You have six action points in your turn, which you will use to move your playing piece round the board, to place canal and bridge tiles and to put up buildings. You can also take up to two of them as action chips, to be converted into extra action points in a later turn. A good idea this, as not only does it give you extra flexibility, it helps speed up play. Most of us know roughly what we want to do when our turn comes round and if this doesn't quite use up the full allocation of 6 AP, the rule means that you can take a rain check for the surplus instead of wasting everyone else's time while you look for some marginally useful way of spending the extra.
In order to found a district you have to surround a block of squares with water and have your playing piece present. You then take a sacred site tile of the appropriate value and place it on one of the squares in the district. You score points for doing this (equal to the second largest of the numbers on the tile). If there isn't a still available tile to match the size of the area you have created, none is placed and the district stays unfounded and will remain that way until either new sacred site tiles become available in the second half or until someone cuts it down to a size for which there is a match.
When in a district, founded or not, you may erect buildings and this will cost you action points equal to the number of storeys. Your aim here is to become one of the three biggest property owners in the district, with size being measured in terms of the total number of storeys.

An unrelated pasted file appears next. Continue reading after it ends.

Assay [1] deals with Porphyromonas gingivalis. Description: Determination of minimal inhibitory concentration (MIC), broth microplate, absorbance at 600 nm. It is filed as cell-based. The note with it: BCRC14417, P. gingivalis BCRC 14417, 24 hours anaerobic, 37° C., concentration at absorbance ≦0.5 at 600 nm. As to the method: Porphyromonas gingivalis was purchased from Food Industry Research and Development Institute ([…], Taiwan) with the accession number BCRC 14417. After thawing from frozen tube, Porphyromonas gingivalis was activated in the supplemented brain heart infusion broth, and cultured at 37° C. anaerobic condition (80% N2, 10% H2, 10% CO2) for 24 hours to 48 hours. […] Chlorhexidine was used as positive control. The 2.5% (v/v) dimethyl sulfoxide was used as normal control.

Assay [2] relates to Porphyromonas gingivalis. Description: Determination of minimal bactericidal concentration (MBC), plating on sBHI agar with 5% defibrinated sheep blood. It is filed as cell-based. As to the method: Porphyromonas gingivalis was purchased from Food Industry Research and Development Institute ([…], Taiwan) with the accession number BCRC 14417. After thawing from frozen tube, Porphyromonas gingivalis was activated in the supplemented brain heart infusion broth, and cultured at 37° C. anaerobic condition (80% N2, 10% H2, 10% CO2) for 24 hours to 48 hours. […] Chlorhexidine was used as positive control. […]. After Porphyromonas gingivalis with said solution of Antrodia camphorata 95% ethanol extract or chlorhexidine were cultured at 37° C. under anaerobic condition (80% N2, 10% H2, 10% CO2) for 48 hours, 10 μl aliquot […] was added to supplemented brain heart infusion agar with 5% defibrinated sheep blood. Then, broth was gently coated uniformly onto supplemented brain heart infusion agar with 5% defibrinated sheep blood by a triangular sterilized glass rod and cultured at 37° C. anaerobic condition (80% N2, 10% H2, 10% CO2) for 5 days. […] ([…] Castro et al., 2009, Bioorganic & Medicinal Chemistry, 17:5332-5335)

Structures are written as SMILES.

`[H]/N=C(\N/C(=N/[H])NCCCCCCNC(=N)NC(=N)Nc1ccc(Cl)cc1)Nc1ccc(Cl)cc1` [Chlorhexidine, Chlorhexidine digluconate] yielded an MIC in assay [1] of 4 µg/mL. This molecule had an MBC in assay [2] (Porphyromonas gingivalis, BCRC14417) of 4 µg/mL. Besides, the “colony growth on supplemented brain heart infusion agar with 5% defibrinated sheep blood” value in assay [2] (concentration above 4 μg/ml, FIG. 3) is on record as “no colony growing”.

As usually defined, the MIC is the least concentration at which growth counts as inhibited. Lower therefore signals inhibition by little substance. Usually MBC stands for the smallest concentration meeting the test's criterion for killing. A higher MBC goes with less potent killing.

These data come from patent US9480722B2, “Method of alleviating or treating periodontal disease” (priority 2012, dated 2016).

Action points are also expended in moving your playing piece around and here you have three options: walking, teleportation and travel by boat. Land movement is quite slow -- one action point per square -- and you are liable to find that it can also prove circuitous. This is because you can't go through buildings, you can't go through sacred sites and if you want to cross a canal you need a bridge which isn't being blocked by another player's piece. Teleportation is easier: you just pick up your man and set him down in an available spot of your choice. However, it is also expensive, a chunky 5 AP, which means that, unless you have some action chips saved up, you won't be doing much else this turn.